governance devices 24, 27, 31, 152, 189

governance entrepreneurs 58

governance regimes 3–6, 61, 98, 115–16, 126, 140, 148–51

Gramm–Leach–Bliley Act 155, 237

Great Depression 7, 53, 183

Great Recession 9, 16, 32, 108, 156, 160, 163, 176, 227

Greenberg, M.R. 236

Greenspan, A. 175, 185

hedge fund 2–3, 57–60, 67, 70, 178, 199, 237

hedge fund activism 2, 67, 199

hostile takeover 101–3

ideological capture 193

idiosyncratic risk 93–4, 214

incomplete contracts 64, 100

indicator culture 116–17, 140, 150

individualism 51–2

industry-sponsored research 139

Initial Public Offerings (IPOs) 11, 109, 199, 232

interlocked directors 56

International Accounting Standards Board (IASB) 56

issuer pay principle 219

JPMorgan Chase (JPMC) 181, 183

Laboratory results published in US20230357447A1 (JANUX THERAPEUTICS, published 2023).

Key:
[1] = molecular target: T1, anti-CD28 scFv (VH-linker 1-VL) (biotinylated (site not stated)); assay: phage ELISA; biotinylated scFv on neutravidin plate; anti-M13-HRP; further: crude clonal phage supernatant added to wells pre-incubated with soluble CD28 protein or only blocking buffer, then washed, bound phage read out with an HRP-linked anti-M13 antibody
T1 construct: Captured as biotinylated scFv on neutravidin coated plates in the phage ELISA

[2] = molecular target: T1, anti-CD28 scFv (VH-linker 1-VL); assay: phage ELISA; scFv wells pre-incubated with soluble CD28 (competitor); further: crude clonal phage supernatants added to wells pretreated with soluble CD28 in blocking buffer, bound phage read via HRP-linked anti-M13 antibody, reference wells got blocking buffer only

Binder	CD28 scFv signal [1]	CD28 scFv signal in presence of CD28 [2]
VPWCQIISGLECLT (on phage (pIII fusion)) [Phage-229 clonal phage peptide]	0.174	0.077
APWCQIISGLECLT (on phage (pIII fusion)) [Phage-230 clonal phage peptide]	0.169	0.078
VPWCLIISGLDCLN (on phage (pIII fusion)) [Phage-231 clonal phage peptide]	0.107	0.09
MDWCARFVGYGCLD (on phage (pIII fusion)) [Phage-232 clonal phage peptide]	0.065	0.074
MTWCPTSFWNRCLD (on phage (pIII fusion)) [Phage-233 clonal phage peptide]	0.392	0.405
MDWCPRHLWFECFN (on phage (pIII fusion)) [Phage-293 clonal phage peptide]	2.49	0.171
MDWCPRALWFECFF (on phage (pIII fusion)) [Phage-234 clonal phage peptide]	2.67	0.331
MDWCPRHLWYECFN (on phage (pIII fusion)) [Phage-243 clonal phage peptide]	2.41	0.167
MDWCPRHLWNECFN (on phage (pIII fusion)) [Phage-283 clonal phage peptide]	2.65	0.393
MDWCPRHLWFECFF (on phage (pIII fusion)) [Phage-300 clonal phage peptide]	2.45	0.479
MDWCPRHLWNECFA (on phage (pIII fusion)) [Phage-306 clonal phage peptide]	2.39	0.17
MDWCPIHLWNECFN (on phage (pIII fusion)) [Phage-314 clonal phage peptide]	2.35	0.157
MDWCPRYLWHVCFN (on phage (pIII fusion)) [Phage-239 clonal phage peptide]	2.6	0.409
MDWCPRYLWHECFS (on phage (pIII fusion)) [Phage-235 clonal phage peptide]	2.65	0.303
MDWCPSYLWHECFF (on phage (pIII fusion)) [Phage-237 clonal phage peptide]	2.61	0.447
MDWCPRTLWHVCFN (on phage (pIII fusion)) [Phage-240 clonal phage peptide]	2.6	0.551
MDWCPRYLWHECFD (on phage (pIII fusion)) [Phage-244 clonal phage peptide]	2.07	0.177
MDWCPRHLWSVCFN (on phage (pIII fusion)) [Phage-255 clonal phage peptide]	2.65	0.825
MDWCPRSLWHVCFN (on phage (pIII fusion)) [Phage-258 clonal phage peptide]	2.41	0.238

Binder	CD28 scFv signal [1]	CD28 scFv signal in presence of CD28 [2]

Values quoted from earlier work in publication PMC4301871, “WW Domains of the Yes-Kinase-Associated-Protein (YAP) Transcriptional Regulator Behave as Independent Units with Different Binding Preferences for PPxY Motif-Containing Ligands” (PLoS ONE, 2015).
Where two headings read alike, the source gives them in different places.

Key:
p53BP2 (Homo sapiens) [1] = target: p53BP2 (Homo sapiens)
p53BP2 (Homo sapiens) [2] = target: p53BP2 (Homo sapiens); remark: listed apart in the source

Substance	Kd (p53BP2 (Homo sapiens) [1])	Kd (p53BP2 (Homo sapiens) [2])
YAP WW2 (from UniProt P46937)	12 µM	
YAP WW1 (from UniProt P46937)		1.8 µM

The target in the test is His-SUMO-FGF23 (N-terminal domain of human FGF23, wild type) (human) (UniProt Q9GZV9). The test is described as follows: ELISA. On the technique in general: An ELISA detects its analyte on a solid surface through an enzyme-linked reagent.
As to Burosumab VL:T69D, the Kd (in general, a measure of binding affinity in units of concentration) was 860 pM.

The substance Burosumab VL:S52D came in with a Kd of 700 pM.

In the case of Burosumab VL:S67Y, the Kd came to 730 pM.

Kierkegaard, S.A. 134

Krugman, P. 191

la longue durée 33

learned ignorance 233

legal theory of finance 216. 222–4

legislative capture 193, 195

Lehman Brothers 174

Li, D.X. 172

Lippmann, W. 208

lobbying 12, 55, 193–4, 204, 207, 210–11, 228

management by objectives 116

managerialism 40, 61

market logic 110, 115, 147, 149

Matthew effect 217–18

Milken, M. 102, 235

Moody’s 154, 236

moral hazard 70, 89, 151, 166, 187, 207, 212, 215–17, 221, 227, 236–7

Morgan Stanley 174, 181–4, 186

mortgage-backed securities (MBS) 169, 199–200, 235

multiple interlock ties 56

negative freedom 36, 39, 63

neo-paternalism 77–8

new behaviourism 126

New Deal, the 15, 22, 33, 46, 53, 153, 205, 211, 233

new paternalism 26, 77

New Public Management 116, 140

Nirvana fallacy, the 104–6

noise traders 176–7

nondepository financial intermediaries 235

nonlegally enforceable governance mechanisms 100

Obama, B.H., II 191, 194, 212

oil price 175–6, 178

ownership society 233

paternalism 25–6, 76–8, 148

Paulson, H.M. Jr. 188, 214

political accountability 4–5, 13, 15–16, 117, 204, 208, 214, 218–19, 221–2, 225, 227, 230–31